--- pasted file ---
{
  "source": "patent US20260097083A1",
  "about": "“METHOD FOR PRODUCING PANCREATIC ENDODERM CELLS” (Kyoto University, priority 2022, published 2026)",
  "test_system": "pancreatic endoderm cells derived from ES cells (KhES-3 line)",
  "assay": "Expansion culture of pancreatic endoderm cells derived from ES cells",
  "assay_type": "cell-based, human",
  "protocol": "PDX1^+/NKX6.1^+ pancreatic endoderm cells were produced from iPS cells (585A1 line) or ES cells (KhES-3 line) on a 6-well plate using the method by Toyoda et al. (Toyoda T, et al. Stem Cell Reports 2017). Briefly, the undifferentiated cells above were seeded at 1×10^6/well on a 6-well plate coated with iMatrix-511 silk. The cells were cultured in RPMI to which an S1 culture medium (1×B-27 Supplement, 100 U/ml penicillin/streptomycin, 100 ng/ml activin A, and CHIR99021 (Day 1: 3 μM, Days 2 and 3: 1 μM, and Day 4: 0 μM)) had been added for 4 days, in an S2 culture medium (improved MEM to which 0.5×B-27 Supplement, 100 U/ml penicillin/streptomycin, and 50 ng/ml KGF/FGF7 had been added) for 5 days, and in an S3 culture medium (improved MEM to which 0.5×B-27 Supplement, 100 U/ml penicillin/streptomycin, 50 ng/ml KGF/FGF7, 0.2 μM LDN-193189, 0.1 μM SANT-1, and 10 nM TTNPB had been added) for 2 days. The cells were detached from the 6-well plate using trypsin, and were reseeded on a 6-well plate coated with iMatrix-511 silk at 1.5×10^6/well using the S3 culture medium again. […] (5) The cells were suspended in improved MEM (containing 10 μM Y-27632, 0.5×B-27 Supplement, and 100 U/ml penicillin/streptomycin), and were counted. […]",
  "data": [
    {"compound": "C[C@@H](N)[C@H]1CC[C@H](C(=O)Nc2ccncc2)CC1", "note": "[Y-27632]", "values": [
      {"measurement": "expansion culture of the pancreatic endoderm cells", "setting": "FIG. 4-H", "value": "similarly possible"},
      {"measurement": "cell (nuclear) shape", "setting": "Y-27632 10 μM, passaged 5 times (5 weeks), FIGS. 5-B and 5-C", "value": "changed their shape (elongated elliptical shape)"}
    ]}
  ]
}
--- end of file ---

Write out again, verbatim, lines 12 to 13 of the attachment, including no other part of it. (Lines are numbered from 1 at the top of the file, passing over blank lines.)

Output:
    ]}
  ]